If newspaper poems are a requisite to Statehood, the admission of Arizona need be delayed no longer. There is evidence of a great literary renaissance in the Territory. Charles B. Clark, jr., the "Cow Boy Poet," writes of "Arizony's Probation" in the Tombstone Prospector:
Though the Utah man wears a dozen yokes,
And Nevada stacks her chips,
They belong to the forty-six grown-up folks
And nobody minds their slips;
But young Arizony must do right
And her people must be good,
So she'll walk in robes of shinin' white
When she jines the sisterhood.
The bard proceeds:In the gloomy mines and roarin' mills
Where the air was once so blue,
They have changed their ways and assumed the frills
Of the W.C.T.U.
And the fireman sweats, but he plans to flee
From the blisterin' fires to come,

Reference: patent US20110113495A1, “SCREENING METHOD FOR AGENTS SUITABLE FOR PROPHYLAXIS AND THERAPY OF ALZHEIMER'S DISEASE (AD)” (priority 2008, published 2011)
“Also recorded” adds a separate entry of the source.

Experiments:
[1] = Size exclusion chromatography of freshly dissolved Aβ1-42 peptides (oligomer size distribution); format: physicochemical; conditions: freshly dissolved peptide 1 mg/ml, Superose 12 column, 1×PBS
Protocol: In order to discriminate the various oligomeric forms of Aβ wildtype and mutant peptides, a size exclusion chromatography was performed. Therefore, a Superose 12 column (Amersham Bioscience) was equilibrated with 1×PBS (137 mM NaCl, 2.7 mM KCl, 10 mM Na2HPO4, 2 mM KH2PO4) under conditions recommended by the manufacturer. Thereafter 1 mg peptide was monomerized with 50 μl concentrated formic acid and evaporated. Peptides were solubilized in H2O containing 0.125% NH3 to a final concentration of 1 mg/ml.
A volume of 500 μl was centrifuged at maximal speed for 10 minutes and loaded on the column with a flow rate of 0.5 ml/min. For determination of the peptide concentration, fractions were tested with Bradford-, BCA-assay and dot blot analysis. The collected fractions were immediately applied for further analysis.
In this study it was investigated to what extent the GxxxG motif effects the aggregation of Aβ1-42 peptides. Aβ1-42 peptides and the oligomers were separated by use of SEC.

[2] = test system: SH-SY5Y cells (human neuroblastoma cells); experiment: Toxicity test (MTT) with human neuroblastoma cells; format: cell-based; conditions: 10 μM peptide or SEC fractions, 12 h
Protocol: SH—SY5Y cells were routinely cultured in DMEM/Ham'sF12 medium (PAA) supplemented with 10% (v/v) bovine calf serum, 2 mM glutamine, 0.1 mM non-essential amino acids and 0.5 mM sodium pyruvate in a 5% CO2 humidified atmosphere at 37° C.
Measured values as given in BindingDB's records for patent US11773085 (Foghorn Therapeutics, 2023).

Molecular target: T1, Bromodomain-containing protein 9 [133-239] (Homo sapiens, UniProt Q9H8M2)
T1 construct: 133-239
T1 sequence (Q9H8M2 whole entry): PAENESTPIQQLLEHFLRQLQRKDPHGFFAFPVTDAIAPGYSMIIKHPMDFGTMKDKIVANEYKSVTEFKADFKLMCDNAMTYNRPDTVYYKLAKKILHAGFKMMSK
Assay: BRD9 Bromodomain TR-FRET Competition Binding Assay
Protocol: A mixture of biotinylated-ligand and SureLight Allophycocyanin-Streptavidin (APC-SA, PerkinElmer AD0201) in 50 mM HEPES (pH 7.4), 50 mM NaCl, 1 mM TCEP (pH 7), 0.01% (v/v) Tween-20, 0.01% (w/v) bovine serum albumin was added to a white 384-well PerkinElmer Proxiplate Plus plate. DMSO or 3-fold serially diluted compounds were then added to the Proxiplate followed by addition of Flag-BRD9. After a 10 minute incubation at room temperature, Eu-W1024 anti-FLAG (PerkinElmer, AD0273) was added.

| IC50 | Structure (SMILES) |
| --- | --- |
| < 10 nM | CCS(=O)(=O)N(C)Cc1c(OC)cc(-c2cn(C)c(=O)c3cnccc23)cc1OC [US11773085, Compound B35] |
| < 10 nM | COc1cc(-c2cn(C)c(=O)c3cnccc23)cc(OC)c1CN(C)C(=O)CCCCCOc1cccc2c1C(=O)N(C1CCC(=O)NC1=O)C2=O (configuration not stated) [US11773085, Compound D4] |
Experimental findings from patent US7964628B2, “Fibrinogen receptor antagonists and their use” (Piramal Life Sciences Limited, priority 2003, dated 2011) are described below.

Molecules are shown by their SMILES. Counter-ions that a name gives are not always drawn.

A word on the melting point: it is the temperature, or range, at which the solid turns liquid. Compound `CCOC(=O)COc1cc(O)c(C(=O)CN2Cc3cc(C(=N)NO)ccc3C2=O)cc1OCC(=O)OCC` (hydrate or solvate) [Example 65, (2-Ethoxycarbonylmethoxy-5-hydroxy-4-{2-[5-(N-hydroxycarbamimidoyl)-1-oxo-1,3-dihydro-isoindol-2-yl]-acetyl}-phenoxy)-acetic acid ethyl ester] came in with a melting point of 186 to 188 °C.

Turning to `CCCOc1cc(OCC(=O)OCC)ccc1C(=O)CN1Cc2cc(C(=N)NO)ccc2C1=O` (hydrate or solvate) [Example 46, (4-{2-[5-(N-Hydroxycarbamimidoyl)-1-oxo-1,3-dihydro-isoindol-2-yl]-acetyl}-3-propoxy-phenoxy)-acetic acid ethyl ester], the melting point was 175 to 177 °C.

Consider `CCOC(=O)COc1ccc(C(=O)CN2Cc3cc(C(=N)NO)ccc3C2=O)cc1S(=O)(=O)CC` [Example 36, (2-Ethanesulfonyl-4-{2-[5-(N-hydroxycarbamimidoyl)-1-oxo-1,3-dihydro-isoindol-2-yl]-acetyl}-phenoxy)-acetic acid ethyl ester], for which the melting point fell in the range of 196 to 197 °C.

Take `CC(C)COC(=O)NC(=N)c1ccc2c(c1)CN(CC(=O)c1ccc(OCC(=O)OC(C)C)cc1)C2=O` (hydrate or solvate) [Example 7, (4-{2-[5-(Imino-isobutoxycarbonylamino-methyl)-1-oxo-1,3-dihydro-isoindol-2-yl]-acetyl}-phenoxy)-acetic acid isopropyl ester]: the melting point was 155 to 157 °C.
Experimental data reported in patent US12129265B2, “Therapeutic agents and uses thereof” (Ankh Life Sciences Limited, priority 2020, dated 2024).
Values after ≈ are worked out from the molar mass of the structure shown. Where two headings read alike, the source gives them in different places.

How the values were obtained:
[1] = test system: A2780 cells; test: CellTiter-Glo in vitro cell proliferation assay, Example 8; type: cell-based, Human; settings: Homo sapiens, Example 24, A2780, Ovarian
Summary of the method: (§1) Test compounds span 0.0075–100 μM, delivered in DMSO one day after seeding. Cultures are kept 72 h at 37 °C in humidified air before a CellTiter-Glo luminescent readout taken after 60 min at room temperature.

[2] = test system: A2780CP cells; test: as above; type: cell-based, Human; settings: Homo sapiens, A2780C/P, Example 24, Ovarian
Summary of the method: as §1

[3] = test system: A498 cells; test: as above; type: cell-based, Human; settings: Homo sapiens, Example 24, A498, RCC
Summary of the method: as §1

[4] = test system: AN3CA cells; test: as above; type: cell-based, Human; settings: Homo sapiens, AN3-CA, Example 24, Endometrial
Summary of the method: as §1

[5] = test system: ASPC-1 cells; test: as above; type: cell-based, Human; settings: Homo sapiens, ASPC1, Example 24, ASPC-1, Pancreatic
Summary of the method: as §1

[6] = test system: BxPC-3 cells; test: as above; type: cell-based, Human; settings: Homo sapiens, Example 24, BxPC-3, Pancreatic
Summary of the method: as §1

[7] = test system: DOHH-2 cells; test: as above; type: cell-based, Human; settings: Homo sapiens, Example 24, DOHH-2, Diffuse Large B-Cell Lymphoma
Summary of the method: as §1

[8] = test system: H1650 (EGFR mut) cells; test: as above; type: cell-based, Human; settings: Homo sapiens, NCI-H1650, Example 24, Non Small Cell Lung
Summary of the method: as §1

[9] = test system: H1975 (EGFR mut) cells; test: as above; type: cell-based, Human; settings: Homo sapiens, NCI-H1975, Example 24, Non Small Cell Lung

And the miner just says, "Oh, dear me!"
If the hard steel whacks his thumb.
It is, however, in his vision of Arizona entering the charmed circle that the poet rises to his best:
When our Arizony sashays forth,
Dainty white as her yucca bloom,
All the fat old States to the east and north
Will remark, as they make her room—
"It is plain to see by your sweet face, dear,
That you're strange to the ways of sin;
Plum stainless is a rare thing here
And we need you had. Come in."
N.Y. Evening Post. March 20, 1909: 4 col 6.
Arizona unfortunately caught up with the rest of the United States on sin pretty quickly.